The NBA said Turkoglu tested positive for methenolone, an anabolic steroid. He began serving the suspension Wednesday night when the Magic hosted the Atlanta Hawks.
Turkoglu took full responsibility for the positive test and apologized to the Magic organization, fans and fellow teammates. He said he took medication from a trainer in Turkey this past summer to help him recover from a shoulder injury and mistakenly neglected to check it against the NBA's list of banned substances.
"As a player this is the worst situation that you want to be in," Turkoglu said. "I'm just sorry to put the organization in this situation. ... I should have double-checked and researched and shouldn't be in this situation."
He is the eighth player suspended for performance-enhancing drugs under the NBA's drug testing policy. He is the second Magic player to be suspended under the policy in four years. Former Magic forward Rashard Lewis was suspended 10 games in 2009 after testing positive for an elevated testosterone level.
Turkoglu said he was tested by the league in December and learned of the suspension Tuesday night. General manager Rob Hennigan said Turkoglu informed the team of the positive test a week ago.
Turkoglu sat out the Magic's past three games for what the team said were flu-like symptoms and a sore back. Hennigan said those ailments were legitimate and unrelated to the positive test.
It is the latest in a string of bad news for Turkoglu during the past year.
He missed 10 games at the end of last year's regular season for a fractured bone above his eye and then missed 28 straight games at the start of this season after breaking a bone in his hand. He's appeared in just 11 games in 2012-13 with only one start.
Turkoglu is in the third year of his second stint with the Magic. He is averaging 2.9 points, 2.1 assists and 2.4 rebounds, all down from his career numbers over the previous 12 seasons.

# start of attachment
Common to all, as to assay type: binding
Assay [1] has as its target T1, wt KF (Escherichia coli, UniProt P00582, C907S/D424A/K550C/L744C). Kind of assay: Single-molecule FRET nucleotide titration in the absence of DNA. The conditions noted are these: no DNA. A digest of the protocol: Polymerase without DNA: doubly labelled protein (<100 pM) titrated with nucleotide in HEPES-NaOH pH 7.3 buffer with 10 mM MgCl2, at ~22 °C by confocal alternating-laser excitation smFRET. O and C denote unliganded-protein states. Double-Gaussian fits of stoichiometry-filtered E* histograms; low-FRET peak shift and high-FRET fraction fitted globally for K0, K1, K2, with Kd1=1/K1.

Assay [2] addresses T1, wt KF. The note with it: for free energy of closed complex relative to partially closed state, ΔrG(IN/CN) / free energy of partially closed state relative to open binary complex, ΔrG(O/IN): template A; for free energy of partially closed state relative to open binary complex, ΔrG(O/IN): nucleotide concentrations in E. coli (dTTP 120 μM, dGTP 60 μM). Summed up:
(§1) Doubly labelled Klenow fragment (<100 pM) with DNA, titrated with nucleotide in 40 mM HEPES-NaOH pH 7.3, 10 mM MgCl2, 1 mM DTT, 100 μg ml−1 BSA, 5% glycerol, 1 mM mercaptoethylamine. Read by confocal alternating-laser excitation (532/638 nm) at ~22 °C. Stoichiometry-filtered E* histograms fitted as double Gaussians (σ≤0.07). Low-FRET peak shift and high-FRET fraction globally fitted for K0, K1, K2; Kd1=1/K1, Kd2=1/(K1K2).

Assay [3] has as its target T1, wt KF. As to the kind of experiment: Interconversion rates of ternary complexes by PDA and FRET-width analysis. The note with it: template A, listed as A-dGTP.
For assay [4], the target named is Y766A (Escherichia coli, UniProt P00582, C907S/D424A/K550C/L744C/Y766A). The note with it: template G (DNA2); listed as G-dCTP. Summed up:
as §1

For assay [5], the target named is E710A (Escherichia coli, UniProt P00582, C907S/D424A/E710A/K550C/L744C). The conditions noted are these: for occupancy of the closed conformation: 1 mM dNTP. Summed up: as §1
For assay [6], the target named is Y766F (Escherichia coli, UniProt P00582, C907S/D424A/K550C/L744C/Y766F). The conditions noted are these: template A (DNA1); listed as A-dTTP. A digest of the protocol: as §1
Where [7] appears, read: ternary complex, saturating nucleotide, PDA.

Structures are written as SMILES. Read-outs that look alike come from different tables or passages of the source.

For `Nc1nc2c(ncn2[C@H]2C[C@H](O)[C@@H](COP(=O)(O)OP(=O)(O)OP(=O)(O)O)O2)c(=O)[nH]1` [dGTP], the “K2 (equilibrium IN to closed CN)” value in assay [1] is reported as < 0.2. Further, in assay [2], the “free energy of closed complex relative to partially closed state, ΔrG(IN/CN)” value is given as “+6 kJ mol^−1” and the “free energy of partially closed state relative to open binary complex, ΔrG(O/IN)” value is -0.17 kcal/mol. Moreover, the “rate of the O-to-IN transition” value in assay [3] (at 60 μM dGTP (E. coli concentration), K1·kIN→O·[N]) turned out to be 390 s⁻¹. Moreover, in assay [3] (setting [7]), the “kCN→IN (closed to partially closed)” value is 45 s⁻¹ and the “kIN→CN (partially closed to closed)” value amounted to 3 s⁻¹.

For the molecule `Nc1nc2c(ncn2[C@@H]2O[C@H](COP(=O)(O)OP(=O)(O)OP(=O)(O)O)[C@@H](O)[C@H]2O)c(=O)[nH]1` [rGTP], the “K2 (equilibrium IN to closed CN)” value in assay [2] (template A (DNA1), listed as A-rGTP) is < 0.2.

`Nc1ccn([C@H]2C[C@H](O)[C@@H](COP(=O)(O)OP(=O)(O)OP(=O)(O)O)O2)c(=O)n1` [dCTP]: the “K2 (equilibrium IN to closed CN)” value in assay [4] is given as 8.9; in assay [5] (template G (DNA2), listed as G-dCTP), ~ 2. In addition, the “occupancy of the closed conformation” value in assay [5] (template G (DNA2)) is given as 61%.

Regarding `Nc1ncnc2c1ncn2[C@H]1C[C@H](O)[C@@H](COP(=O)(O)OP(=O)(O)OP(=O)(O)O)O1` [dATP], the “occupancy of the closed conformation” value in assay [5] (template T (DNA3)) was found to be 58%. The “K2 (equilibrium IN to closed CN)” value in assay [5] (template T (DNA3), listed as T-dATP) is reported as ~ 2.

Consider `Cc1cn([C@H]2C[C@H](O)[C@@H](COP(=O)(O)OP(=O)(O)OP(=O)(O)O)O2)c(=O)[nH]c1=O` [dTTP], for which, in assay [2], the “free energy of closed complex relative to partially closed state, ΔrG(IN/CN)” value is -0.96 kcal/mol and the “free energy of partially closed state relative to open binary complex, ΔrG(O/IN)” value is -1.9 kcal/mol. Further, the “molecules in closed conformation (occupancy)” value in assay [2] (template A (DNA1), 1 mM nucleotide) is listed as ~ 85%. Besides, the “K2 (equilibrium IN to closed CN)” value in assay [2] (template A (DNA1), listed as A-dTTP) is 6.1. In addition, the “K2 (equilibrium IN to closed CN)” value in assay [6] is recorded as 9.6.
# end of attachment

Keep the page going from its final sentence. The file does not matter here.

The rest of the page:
"It's been really nightmare," Turkoglu said. "It wasn't a really good year for me. Now I'm facing this. As a player, you face a lot of injuries. It just comes and goes. But this kind of situation, you don't want to put yourself in. This is the worst one I'm dealing with now."
Hennigan said he doesn't believe there are any issues with the NBA's drug testing policy or the culture of the team in light of Lewis' previous test.
"Clearly we need to continue to educate our players on what's safe to take and what not to take," he said. "We'll move forward. We don't support the decision he made, but we support Hedo."
After seeing his rotation disrupted throughout the season because of injuries, Magic coach Jacque Vaughn said there is no choice but to move on.
"There's a great thing called reality and you have to accept it," Vaughn said. "Today was an unfortunate reality and you accept it and move forward."
Turkoglu is making about $11.8 million this season. He has one more year remaining on his current deal, but it is only partially guaranteed. He was picked as the NBA's Most Improved Player in 2008 while with Orlando.
The Magic came into Wednesday night's game with a 15-36 record in their first season of rebuilding following the departure of All-Star center Dwight Howard to the Los Angeles Lakers this past offseason.
Asked about Turkoglu's future, Hennigan said it is yet to be determined.
"I think we're going to get through this step. We'll worry about the summer when the summer comes," Hennigan said. "Contracts are what they are. We have to make decisions about a lot of different things in the summer and certainly the Hedo situation will be one of them. But we're not able to comment now on what the decision will be."
Turkoglu said he is focused on serving his suspension.
"I've had my best years in Orlando and I've tried to play as much as I can here. Certain situations are out of my hands," he said. "So like Rob said, we'll wait for the summer to come and we'll see what happens. Right now I want to deal with this and get it over as quick as I can."